Since 1906, the Order's chapel has been in St Paul's Cathedral in London[2]. (The Cathedral also serves as home to the chapels of The Most Excellent Order of the British Empire and The Imperial Society of Knights Bachelor.) Religious services for the whole Order are held every four years. New Knights and Dames Grand Cross are 'installed' at these services (this means that they are officially appointed and make an oath of loyalty to the Sovereign).

The Sovereign and the Knights and Dames Grand Cross have stalls in the choir's area of the chapel.

Over their stall, their heraldic devices are displayed: The Knight's helm, decorated with a mantling (cloth tied to the helpmet) and topped by his crest (often an animal).

Under English heraldic law, women who are not monarchs do not bear helms or crests - this is because in the past, women did not fight in wars or tournaments, so they did not have a helmet. Instead of a helmet, Dames will have a coronet (a small crown). The exact design will depend on how important the Dame's is in society.

Above the crest or coronet hangs the Knight or Dame's heraldic banner, showing the coat of arms. At the back of the stall there is a piece of brass (a "stall plate") displaying its occupant's name, arms and date of admission into the Order. Upon the death of a Knight, the banner, helm, mantling and crest are taken down. The stall plates are not removed, but remain permanently placed somewhere in the stall, so that the stalls of the chapel are covered with a colourful record of the Order's Knights and Dames Grand Cross since 1906.

The reredos (decorated panels) within the chapel were designed by Henry Poole in 1927.[7]

Precedence and privileges

Members of the Order of St Michael are assigned positions in the order of precedence (the order in which members of the nobility should be placed in a procession or other events). Wives of male members are also given positions in the order of precedence. So are sons, daughters and daughters-in-law of Knights Grand Cross and Knights Commanders. Relatives of female members are not assigned any special precedence.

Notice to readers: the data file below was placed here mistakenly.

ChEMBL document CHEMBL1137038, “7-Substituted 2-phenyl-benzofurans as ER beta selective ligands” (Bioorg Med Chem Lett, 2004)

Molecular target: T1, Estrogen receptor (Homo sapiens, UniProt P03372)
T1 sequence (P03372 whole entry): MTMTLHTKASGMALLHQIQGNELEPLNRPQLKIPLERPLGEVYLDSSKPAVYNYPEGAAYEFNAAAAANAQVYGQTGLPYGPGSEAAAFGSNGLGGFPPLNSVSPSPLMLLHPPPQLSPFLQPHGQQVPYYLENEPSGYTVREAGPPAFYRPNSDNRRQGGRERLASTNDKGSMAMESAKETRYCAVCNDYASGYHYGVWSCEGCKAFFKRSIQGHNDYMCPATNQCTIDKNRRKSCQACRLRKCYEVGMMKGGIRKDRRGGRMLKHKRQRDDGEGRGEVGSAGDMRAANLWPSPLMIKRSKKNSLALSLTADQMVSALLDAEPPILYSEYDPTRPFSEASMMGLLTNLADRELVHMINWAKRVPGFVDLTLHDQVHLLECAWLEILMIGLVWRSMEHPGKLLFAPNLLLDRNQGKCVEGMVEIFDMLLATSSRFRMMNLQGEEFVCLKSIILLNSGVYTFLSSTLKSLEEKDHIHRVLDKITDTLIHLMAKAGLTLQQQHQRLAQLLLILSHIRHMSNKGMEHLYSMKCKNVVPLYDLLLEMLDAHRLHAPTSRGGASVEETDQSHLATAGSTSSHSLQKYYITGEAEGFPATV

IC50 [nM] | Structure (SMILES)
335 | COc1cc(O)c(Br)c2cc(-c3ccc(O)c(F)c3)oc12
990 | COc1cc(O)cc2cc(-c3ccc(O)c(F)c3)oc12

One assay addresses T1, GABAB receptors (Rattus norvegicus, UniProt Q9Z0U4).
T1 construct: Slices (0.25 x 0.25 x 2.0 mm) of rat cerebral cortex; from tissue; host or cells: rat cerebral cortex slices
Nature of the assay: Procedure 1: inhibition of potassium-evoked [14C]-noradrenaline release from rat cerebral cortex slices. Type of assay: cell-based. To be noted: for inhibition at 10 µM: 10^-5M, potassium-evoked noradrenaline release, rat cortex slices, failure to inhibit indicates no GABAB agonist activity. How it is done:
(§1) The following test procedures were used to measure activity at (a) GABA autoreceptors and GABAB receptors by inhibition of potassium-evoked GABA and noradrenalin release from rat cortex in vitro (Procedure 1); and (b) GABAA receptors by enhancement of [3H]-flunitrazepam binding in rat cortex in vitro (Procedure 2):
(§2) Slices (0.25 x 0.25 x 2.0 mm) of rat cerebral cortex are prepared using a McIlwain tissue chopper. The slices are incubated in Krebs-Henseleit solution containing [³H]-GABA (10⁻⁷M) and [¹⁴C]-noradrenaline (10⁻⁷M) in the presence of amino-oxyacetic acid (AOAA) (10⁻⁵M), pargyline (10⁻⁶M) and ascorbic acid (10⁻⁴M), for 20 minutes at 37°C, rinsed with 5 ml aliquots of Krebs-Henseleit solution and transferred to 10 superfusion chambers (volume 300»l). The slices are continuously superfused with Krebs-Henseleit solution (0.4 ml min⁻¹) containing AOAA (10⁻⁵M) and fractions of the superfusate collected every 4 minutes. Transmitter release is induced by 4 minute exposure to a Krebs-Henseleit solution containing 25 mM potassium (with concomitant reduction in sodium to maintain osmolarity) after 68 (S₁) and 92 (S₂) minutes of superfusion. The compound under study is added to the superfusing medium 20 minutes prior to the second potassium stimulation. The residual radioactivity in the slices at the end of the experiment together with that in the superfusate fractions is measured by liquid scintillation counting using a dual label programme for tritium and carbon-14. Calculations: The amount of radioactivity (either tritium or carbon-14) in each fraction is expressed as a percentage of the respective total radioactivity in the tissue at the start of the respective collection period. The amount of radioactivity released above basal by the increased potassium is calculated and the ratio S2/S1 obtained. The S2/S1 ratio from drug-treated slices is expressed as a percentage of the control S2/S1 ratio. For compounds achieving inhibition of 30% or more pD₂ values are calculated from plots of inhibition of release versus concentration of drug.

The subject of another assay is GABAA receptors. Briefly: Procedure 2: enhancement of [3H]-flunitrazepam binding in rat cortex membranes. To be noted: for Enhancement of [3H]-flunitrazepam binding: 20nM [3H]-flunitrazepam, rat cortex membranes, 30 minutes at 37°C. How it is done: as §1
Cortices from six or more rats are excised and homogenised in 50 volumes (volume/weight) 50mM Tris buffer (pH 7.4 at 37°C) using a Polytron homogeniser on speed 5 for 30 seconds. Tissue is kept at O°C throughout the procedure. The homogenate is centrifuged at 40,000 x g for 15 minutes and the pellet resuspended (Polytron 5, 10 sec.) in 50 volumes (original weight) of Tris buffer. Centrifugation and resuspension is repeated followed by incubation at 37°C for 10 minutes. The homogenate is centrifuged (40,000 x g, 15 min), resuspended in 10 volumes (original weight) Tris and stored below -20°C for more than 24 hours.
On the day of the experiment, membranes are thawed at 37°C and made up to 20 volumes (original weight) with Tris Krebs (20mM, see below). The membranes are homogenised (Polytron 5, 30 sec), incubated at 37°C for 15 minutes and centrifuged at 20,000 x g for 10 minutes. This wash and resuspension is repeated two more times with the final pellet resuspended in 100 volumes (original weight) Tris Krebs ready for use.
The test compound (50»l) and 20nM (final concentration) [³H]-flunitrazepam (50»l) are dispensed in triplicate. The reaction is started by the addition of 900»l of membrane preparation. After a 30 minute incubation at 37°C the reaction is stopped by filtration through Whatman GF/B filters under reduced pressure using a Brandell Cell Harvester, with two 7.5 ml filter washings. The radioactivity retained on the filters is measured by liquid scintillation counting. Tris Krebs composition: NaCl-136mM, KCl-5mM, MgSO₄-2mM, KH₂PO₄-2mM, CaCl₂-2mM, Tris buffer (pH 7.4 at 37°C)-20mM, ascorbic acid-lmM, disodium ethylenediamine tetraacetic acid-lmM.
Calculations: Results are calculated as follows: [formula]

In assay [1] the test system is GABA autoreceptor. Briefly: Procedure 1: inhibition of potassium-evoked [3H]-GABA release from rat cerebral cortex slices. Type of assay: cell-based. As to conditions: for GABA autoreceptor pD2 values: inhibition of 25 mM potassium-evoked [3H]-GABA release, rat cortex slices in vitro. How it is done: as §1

Knights Grand Cross and Knights Commanders use the title "Sir" before their given name, and Dames Grand Cross and Dames Commanders use "Dame". For example, John Smith and Jane Doe would be called Sir John Smith and Dame Jane Doe.

Wives of Knights may use the title "Lady" before their to their surname (for example Lady Smith), but husbands of Dames have no title to put before their name.

These titles are not used by peers and princes, except when the names of peers are written out in their fullest forms. Honorary members (usually members from other countries) and clergymen do not receive the accolade or use the title.

Knights and Dames Grand Cross use the post-nominal "GCMG". Knights Commanders and Dames Commanders use "KCMG" and "DCMG" respectively. Companions use "CMG". Examples are:

  • Male Companion: John Smith CMG
  • Female Companion: Jane Doe CMG
  • Male Commander: Sir Fred Smith KCMG
  • Female Commander: Dame Joanna Doe DCMG
  • Male Grand Cross: Sir George Smith GCMG
  • Female Grand Cross: Dame Janice Doe GCMG

Knights and Dames Grand Cross are also entitled to receive heraldic supporters (figures on either side of the shield, which look like they are holding it up). These may be real or imaginary animals, or human figures. They may also surround their arms with the design of the circlet (a circle bearing the motto) and the collar. The circlet is shown either outside or on top of the collar.

Knights and Dames Commanders and Companions may display the circlet (but not the collar) around their arms. The badge is depicted hanging from the collar or circlet.

Popular references

In the satirical British television programme Yes Minister, Jim Hacker MP is told an old joke[8] by his Private Secretary Bernard Woolley about what the different post-nominals mean.

Woolley: In the service, CMG stands for "Call Me God". And KCMG for "Kindly Call Me God".

Hacker: What does GCMG stand for?

Woolley: "God Calls Me God".

Ian Fleming's spy, James Bond, was appointed to the CMG in 1953 (mentioned in the novel From Russia, with Love). He was offered the KCMG in The Man with the Golden Gun but he would not accept it as he did not wish to become a public figure.

Current Knights and Dames Grand Cross

, a former Knight Grand Cross wearing the riband, badge and star of the order]]

Knights and Dames Grand Cross

  • Sir Ellis Clarke, TC, GCMG (1972)
  • Sir Edward Peck, GCMG (1974)
  • The Rt. Hon. Sir Zelman Cowen, AK, GCMG, GCVO, QC (1977)
  • Sir Tore Lokoloko, GCL, GCMG, GCVO, OBE (1977)
  • Sir Michael Palliser, GCMG (1977)
  • Sir Donald Maitland, GCMG (1977)
  • The Rt. Hon. The Viscount Soulbury, GCMG GCVO, DL (1978)
  • Sir Paul Scoon, GCMG, GCVO, OBE (1979)
  • Sir David Scott, GCMG (1979)
  • Sir Baddeley Devesi, GCMG, GCVO (1980)
  • Sir Donald Tebbit, GCMG (1980)
  • Sir Clive Rose, GCMG (1981)
  • Sir Oliver Wright, GCMG, GCVO, DSC (1981)
  • The Rt. Hon. Sir Ninian Stephen, KG, AK, GCMG, GCVO, KBE, QC (1982)
  • Sir Percy Cradock, GCMG (1983)
  • Sir Clement Arrindell, GCMG, GCVO, QC (1984)
  • Sir Hugh Cortazzi, GCMG (1984)
  • Sir James Craig, GCMG (1984)